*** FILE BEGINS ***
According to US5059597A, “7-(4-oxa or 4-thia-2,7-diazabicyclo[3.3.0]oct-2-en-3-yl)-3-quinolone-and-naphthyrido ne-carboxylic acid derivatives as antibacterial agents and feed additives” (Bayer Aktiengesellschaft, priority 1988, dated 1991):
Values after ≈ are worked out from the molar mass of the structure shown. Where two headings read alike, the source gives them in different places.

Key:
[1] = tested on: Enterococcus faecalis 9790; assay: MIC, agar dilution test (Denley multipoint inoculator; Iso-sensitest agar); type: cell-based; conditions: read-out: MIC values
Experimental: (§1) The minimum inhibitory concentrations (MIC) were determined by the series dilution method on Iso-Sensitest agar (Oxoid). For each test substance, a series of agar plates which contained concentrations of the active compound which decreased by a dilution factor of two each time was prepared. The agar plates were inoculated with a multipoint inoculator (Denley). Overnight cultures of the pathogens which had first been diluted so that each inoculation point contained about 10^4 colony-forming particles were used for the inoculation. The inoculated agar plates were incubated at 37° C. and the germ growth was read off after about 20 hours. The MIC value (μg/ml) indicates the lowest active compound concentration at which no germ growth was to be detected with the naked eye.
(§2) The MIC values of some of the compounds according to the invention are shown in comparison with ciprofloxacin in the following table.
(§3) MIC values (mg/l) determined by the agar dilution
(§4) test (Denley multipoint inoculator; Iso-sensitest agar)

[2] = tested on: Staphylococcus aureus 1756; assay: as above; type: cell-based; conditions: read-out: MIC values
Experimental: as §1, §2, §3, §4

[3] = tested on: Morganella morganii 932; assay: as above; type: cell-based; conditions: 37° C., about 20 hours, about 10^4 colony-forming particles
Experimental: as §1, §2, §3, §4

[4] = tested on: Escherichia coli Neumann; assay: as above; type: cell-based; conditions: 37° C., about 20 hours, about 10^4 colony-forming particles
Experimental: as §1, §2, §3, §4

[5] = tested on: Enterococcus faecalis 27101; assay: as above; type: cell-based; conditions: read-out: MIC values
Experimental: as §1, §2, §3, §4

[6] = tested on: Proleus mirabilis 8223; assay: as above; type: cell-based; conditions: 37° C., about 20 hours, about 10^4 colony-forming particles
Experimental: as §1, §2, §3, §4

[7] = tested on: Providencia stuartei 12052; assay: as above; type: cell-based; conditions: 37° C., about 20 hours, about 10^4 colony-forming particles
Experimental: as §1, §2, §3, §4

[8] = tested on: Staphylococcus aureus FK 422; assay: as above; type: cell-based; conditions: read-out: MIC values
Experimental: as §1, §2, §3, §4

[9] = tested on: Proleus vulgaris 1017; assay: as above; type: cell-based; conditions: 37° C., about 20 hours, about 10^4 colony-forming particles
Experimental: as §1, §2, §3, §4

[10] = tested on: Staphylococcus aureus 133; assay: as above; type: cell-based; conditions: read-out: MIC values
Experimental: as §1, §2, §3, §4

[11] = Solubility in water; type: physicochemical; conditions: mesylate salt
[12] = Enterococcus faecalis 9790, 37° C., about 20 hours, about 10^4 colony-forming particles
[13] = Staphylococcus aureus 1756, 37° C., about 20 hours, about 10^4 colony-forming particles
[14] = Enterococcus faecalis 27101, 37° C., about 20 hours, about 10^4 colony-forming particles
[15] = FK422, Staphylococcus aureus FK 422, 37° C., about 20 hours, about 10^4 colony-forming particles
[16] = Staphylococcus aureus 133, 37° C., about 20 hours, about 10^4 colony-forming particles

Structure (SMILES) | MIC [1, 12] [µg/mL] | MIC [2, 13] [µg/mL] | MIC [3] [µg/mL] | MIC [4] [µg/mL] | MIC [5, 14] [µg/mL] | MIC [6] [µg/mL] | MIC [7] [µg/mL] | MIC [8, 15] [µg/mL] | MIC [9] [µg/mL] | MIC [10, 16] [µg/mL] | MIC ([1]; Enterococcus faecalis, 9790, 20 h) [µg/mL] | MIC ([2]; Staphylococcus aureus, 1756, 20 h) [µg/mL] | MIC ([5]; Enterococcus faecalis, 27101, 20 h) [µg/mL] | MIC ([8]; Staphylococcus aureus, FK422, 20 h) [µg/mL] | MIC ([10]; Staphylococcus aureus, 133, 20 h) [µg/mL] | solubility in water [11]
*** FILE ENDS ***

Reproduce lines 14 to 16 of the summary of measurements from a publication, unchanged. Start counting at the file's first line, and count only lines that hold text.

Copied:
Experimental: as §1, §2, §3, §4

[5] = tested on: Enterococcus faecalis 27101; assay: as above; type: cell-based; conditions: read-out: MIC values
Experimental: as §1, §2, §3, §4